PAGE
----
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CelticAingeal 
Posted: 07-Nov-2003, 05:36 PM
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Rememberance day is soon to be upon us on Novermber 11th. This is one of m'favorite songs in rememberance of those who fought......especially when John McDermott is singing it. wink.gif Would love to read other lyrics of favorite 'war time' or 'songs of rememberance' regarding the war, if anyone else wishes to share.

note.gif Green Fields of France note.gif

Well, how do you do, young Willie McBride,
Do you mind if I sit here down by your graveside,
And rest for a while 'neath the warm summer sun,
I've been walkin' all day and I'm nearly done.

I see by your gravestone you were only nineteen,
When you joined the great fallen in nineteen sixteen,
I hope you died well and I hope you died clean,
Or young Willie McBride was it slow and unseen.

CHORUS:
Did they beat the drum slowly, did they play the fife lowly?
Did they sound the death march as they lowered you down?
And did the band play The Last Post and Chorus?
Did the pipes play The Flowers Of The Forest?


Did you leave a wife or a sweetheart behind,
In some faithful heart is your memory enshrined.
Although you died back in nineteen sixteen,
In that faithful heart are you forever nineteen.

Or are you a stranger without even a name,
Enclosed then forever behind the glass pane,
In an old photograph, torn, battered and stained,
And faded to yellow in a brown leather frame.

CHORUS

The sun now it shines on the green fields of France
There's a warm summer breeze, makes the red poppies dance.
And look how the sun shines from under the clouds
There's no gas, no barbed wire, no guns firing now.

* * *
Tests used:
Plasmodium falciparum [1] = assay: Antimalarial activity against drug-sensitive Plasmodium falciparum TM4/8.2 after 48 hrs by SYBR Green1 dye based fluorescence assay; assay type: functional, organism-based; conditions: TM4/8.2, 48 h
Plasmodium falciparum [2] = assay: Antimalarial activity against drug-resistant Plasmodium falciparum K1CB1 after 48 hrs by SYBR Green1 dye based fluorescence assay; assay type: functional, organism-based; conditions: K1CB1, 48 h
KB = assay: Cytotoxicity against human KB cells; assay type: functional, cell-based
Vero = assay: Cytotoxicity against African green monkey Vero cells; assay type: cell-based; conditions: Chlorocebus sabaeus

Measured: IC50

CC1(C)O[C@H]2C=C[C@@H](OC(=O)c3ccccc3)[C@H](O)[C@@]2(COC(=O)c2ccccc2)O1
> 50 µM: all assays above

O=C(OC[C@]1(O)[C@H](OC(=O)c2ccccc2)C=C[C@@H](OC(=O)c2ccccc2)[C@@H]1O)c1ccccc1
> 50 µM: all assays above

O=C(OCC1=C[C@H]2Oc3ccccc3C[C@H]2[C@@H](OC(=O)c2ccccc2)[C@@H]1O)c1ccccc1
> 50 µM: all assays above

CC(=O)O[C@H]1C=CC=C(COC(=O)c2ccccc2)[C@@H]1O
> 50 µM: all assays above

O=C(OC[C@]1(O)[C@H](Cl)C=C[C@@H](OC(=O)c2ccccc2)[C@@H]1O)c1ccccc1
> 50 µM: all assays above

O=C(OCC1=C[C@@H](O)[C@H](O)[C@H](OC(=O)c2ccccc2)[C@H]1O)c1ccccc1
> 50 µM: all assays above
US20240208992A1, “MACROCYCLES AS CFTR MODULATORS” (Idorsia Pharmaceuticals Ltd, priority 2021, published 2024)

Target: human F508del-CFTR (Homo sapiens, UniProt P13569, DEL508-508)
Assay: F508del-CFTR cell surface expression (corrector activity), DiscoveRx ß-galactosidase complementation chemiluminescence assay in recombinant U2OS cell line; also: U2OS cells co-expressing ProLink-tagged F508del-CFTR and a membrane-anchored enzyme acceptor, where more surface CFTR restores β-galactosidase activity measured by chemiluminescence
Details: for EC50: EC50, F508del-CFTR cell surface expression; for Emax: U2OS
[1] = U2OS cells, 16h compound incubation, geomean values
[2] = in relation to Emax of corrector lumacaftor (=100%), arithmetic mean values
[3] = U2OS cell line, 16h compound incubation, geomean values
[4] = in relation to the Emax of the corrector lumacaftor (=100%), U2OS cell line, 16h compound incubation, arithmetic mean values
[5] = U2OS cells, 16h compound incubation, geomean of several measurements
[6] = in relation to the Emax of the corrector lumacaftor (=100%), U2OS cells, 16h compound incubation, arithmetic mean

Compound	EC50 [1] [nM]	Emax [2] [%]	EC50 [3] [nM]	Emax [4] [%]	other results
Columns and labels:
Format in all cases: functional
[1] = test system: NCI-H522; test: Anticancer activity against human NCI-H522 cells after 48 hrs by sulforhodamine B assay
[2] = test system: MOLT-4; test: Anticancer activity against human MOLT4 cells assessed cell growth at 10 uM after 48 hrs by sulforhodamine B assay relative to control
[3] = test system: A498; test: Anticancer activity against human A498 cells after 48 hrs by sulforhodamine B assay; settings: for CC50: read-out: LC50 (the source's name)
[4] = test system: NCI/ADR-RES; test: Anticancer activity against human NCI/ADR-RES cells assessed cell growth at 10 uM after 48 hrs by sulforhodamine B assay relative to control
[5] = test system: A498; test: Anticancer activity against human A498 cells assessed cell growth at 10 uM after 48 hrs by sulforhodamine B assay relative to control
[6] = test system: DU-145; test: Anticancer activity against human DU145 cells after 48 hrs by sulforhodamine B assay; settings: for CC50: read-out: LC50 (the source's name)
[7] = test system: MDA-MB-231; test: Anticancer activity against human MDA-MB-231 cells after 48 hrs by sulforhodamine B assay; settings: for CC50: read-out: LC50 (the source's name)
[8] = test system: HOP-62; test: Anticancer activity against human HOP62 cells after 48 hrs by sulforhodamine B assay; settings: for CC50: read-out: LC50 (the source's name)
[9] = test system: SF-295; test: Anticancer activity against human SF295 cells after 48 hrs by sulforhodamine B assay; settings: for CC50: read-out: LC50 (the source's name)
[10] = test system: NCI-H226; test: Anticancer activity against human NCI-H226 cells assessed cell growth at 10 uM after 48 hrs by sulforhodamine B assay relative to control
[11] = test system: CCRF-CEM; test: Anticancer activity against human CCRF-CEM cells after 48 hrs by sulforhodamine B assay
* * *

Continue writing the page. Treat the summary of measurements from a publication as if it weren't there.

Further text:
But here in this graveyard it's still no-man's-land.
The countless white crosses stand mute in the sand,
To man's blind indifference to his fellow man,
To a whole generation that were butchered and damned.

CHORUS

And Willie McBride, I can't help wonder why
Do those that lie here know why did they die
And did they believe when they answered the call
Did they really believe that this war would end war.

For the sorrow, the suffering, the glory, the pain,
The killing, and the dying was all done in vain...
For, young Willie McBride, it all happened again,
and again, and again, and again, and again.




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~ Daonnan agus a chaoidh ~
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Catriona 
Posted: 07-Nov-2003, 06:04 PM
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Remembrance Day has a special place in my family memories..... even though I am a pacifist...

Since my father is no longer alive, I watch the ceremony at the Cenotaph on TV in his memory... He used to try to attend when he was alive. When the pipes play 'The Flo'ers o the Forest', it always reduces me to tears.

That lament was played at my father's funeral, and his father's, my mother's and my brother's - and will be at mine....

I wear my red poppy in memory of my dad, his comrades and all others who served this country so well.

I posted a thread about this song further down this forum. I've just posted the words below... This tune is guaranteed to bring tears to most eyes..

It is seldom sung, and it is usually played by a lone piper.

It commemorates Culloden. The 'flo'ers o the forest' are the young men of Scotland...

THE FLO'ERS O THE FOREST

I've heard them liltin',
At the ewe milkin,'
Lasses a-liltin' before dawn of day.
Now there's a moanin',
On ilka green loanin'.
The flowers of the forest are a' wede away.

As boughts in the mornin',
Nae blithe lads are scornin',
Lasses are lonely and dowie and wae.
Nae daffin', nae gabbin',
But sighin' and sobbin',
Ilk ane lifts her leglin, and hies her away.

At e'en in the gloamin',
Nae swankies are roamin',
'Mang stacks wi' the lasses at bogle to play.
But ilk maid sits drearie,
Lamentin' her dearie,
The flowers of the forest are a' wede away.

In har'st at the shearin'
Nae youths now are jeerin'
Bandsters are runkled, and lyart, or grey.
At fair or at preachin',
Nae wooin', nae fleecin',
The flowers of the forest are a' wede away.

Dool for the order